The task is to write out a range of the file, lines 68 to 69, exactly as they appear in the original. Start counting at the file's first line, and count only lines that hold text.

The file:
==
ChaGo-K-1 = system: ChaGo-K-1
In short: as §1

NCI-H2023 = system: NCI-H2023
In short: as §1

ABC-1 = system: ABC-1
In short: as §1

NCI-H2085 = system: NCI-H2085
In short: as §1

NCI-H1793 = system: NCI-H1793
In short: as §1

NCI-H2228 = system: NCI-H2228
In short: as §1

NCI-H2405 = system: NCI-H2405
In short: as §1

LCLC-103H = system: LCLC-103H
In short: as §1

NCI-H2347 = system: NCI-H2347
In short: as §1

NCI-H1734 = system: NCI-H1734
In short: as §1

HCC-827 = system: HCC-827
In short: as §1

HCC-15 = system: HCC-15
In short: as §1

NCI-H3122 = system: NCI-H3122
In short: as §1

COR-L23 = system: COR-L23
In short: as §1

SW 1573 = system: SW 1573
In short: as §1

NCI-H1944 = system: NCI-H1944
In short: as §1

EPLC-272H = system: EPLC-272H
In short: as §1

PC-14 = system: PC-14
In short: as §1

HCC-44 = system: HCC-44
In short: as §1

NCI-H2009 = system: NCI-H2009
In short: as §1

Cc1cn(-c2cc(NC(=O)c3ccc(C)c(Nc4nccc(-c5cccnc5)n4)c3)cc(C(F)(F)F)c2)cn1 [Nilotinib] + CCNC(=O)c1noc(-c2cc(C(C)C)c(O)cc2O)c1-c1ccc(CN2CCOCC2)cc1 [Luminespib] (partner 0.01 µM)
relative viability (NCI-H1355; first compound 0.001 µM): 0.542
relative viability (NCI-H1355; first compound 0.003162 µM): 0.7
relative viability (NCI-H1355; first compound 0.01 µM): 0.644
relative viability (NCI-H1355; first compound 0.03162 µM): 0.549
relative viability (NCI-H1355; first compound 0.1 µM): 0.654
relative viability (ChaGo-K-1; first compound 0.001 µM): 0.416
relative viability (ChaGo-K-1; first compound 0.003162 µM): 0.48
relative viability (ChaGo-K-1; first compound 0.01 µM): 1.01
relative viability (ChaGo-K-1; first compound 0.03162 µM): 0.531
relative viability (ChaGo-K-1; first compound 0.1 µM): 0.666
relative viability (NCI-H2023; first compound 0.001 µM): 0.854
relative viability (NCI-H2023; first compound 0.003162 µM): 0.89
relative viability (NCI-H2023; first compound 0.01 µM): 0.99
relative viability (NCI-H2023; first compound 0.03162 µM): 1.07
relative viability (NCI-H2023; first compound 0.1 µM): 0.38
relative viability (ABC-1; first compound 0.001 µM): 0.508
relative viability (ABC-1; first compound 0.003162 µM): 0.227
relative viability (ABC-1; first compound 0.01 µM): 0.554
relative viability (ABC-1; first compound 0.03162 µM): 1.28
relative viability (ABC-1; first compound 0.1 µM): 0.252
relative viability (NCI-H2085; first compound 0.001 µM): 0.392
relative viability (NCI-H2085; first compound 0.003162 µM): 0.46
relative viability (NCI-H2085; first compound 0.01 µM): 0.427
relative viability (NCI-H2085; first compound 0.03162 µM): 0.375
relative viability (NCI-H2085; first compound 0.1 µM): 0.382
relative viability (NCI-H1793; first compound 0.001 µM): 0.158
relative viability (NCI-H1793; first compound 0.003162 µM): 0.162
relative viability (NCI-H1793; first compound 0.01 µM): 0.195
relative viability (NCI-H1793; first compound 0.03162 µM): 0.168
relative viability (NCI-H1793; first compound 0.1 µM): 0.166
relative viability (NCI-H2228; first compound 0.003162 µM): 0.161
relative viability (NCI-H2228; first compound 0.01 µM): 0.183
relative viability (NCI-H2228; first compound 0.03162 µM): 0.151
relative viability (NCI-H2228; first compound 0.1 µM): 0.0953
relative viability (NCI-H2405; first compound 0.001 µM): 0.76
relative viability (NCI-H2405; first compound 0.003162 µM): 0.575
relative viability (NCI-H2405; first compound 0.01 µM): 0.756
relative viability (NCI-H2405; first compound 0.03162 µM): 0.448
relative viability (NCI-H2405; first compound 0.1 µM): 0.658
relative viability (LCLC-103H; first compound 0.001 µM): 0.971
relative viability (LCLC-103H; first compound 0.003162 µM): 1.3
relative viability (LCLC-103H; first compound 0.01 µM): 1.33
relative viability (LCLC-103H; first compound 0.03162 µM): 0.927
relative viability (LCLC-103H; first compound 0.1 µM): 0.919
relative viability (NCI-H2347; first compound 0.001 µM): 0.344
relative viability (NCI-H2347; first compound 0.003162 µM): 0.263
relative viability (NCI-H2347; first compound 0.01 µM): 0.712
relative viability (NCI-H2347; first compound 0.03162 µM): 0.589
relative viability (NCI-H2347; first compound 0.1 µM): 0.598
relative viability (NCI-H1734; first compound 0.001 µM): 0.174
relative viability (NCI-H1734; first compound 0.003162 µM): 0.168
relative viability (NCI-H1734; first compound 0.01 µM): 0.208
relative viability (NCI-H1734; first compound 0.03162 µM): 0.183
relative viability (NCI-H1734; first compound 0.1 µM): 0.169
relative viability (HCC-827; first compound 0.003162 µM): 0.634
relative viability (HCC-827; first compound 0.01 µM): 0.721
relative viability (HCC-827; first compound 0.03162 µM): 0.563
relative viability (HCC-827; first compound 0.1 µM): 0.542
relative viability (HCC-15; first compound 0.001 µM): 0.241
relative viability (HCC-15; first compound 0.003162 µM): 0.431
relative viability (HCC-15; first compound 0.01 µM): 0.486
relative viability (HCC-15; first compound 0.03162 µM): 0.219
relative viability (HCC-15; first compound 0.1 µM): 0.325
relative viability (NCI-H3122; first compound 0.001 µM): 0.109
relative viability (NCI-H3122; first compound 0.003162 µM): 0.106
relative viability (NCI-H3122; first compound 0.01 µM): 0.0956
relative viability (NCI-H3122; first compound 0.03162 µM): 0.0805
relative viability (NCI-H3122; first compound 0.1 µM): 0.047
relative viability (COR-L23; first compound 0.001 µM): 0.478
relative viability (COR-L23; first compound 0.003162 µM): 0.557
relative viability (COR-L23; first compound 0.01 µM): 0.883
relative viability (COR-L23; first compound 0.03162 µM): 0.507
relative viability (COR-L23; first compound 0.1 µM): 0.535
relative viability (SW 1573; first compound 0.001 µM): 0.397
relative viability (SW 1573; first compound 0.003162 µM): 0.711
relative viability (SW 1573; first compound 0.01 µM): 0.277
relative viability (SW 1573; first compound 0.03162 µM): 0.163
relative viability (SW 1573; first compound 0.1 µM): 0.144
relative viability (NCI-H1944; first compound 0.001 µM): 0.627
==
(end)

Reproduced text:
relative viability (NCI-H1793; first compound 0.003162 µM): 0.162
relative viability (NCI-H1793; first compound 0.01 µM): 0.195